HC Deb 18 November 1970 vol 806 cc1212-7
4. Mr. Cronin

asked the Minister of Aviation Supply if he will make a statement on the progress and future prospects of the Concorde airliner.

6. Mr. Barnett

asked the Minister of Aviation Supply if he will give the current estimate of research and development costs of Concorde; and if he will make a statement.

8. Sir G. Nabarro

asked the Minister of Aviation Supply whether he will make a statement on Concorde.

14. Mr. Sheldon

asked the Minister of Aviation Supply if he will make a further statement on the Concorde project.

Mr. Corfield

The two Concorde prototypes have now completed 310 hours of flight testing and both have flown at Concorde's cruising speed of Mach 2. I am sure that the House will wish to join me in congratulating all concerned on reaching this important milestone in the programme. As regards development costs, I have nothing to add to my statement on 28th October.—[Vol. 805, c. 193–6.]

Mr. Cronin

When will the Minister be in a position to make a statement on the prospects of commercial success of the Concorde? Will he give the House a firm assurance that if there are indications that the Concorde will be a commercial success, the project will not be cut in the search for economies?

Mr. Corfield

In reply to the first part of his question, I can only refer the hon. Member to what I have already said, namely, that I expect that the greater part of the tests will be completed by the middle of next month. I shall then have talks with my French opposite number, but I do not expect that the evaluation of the tests can be completed to the extent that is necessary to expect firm orders to eventuate until about March.

Mr. Barnett

Will the Minister confirm that all past estimates have been fantastically unreliable? Can he assure the House in any way that the present figures are not likely to reach, say, at least £1,000 million? If he cannot assure us of that, can he, in the circumstances, at least tell the House that it will not be a commercial proposition in any way? If so, why is he going ahead with the project.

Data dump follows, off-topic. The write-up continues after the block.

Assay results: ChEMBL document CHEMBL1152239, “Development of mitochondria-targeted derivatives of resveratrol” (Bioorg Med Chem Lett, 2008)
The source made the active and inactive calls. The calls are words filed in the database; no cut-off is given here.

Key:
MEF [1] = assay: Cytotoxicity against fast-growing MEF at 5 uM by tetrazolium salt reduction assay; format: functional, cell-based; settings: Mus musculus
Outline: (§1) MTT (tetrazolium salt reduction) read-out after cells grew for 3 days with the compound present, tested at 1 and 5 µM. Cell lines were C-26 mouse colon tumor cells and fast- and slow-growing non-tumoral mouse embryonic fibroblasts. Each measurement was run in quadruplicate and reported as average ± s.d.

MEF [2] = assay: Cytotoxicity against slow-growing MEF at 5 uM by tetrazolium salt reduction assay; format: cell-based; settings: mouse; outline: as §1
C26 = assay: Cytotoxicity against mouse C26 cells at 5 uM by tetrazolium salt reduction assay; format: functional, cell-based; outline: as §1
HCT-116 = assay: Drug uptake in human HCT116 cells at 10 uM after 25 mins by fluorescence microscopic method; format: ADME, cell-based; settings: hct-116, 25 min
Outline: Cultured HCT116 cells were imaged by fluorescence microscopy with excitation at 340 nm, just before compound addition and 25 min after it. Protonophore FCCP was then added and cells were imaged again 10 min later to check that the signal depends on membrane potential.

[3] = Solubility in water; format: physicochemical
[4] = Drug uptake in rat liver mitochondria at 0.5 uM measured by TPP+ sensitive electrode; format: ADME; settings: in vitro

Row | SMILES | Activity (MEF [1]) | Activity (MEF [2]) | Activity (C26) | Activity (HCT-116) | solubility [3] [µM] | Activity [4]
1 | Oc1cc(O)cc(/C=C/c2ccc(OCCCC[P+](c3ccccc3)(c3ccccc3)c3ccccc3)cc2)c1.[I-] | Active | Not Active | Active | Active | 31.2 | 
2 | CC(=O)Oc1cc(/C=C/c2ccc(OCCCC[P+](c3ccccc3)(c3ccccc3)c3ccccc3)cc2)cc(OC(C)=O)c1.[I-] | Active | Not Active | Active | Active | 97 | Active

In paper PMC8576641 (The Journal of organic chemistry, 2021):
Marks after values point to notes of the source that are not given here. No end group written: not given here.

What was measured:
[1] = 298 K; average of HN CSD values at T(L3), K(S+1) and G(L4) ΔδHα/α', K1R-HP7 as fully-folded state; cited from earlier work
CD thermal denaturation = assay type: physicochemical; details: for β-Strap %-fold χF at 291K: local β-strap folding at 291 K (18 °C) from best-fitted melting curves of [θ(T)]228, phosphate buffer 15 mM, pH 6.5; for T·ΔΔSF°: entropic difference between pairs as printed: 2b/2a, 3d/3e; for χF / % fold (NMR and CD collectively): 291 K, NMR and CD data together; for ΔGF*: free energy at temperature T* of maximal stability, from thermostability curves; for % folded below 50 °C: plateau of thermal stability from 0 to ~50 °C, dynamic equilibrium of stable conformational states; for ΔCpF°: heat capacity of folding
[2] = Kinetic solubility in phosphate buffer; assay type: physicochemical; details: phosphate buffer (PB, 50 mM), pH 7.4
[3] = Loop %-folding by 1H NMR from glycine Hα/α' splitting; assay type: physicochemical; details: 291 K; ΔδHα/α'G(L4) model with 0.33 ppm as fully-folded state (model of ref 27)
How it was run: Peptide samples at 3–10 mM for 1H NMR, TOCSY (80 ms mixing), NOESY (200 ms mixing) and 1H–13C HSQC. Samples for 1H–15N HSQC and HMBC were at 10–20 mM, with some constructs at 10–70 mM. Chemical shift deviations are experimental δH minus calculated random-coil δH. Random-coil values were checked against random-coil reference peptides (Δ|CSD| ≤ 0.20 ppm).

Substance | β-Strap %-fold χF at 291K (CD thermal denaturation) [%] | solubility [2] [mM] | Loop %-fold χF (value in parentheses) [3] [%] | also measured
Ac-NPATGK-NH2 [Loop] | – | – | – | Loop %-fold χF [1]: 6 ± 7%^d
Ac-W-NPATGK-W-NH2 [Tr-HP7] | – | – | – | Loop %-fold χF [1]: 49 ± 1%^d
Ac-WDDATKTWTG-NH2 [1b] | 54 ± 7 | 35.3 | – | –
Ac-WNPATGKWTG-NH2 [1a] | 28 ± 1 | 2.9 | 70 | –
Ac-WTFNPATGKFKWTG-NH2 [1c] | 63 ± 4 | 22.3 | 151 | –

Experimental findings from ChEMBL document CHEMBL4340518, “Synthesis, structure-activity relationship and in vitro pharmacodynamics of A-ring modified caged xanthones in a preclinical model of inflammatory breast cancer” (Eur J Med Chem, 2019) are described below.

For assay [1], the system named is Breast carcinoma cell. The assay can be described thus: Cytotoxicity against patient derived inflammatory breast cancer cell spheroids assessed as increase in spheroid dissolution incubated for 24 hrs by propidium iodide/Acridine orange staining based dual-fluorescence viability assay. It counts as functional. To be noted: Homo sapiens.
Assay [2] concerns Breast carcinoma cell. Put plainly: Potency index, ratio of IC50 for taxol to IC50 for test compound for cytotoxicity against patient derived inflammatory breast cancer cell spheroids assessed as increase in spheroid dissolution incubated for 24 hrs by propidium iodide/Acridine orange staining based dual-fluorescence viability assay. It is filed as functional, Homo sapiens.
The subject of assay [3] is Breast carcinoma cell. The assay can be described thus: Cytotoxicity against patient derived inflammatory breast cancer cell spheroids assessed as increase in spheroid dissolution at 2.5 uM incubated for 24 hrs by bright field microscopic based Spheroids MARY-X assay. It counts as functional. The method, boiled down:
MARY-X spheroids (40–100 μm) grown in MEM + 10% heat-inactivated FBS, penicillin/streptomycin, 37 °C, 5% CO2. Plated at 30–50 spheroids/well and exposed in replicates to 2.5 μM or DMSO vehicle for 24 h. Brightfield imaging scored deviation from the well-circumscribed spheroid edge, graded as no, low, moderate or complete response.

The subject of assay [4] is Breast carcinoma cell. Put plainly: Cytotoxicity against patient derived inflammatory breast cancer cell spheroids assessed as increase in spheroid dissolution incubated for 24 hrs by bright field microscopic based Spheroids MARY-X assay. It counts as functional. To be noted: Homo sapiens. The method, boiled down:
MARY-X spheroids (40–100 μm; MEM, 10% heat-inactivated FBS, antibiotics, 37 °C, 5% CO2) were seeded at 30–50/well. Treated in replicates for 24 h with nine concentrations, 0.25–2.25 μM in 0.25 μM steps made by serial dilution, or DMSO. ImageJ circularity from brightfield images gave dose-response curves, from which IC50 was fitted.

Mr. Corfield

I think the hon. Gentleman has put forward a number of hypotheses on which I would not be prepared to give even a hypothetical answer.

Sir G. Nabarro

While dissociating myself entirely from the last question—that this aircraft is unlikely to be a commercial proposition in the future—may I ask whether my right hon. Friend would not give some satisfaction to the House, and a crumb of comfort to me in all the questions that I have asked him, as to the maximum financial commitment over and above the £800 million already committed by the taxpayers of this country to this aircraft?

Mr. Corfield

The estimate I have already given is the best estimate that can at present be given as to the cost of completing this aircraft. [Interruption.] An hon. Gentleman opposite says that it is not a very good estimate, but about 40 per cent. of the increased cost is due to increases in the cost of the raw materials for which his right hon. Friends had more responsibility than anybody else. That is a fact. I should be delighted to give my hon. Friend crumbs of comfort, but I am sure that he will appreciate that it is quite impossible for me to put my hand on my heart and give a guarantee on anything.

Mr. Sheldon

Since there is no likelihood of this being a commercial success and it obviously is a commercial loss of a very high order indeed—[Interruption.]—that has been stated by the Minister himself—can the right hon. Gentleman say how much of the £825 million is likely to be recouped, how much is likely to be lost, and when he will draw this billion pound folly to an end?

Mr. Corfield

As I think my predecessor, the right hon. Member for Bristol, South-East (Mr. Benn) said many months ago, it is quite clear that this stage would be the worst possible stage at which to think of cancelling this project. [An HON. MEMBER: "A referendum?"] I have no doubt that if the right hon. Gentleman had a referendum in his constituency the answer would be overwhelmingly in favour of the project.

Mr. Nicholas Edwards

Would my right hon. Friend say whether the estimates are based on the assumption of supersonic flights over land being banned and make an early statement on that aspect?

Mr. Corfield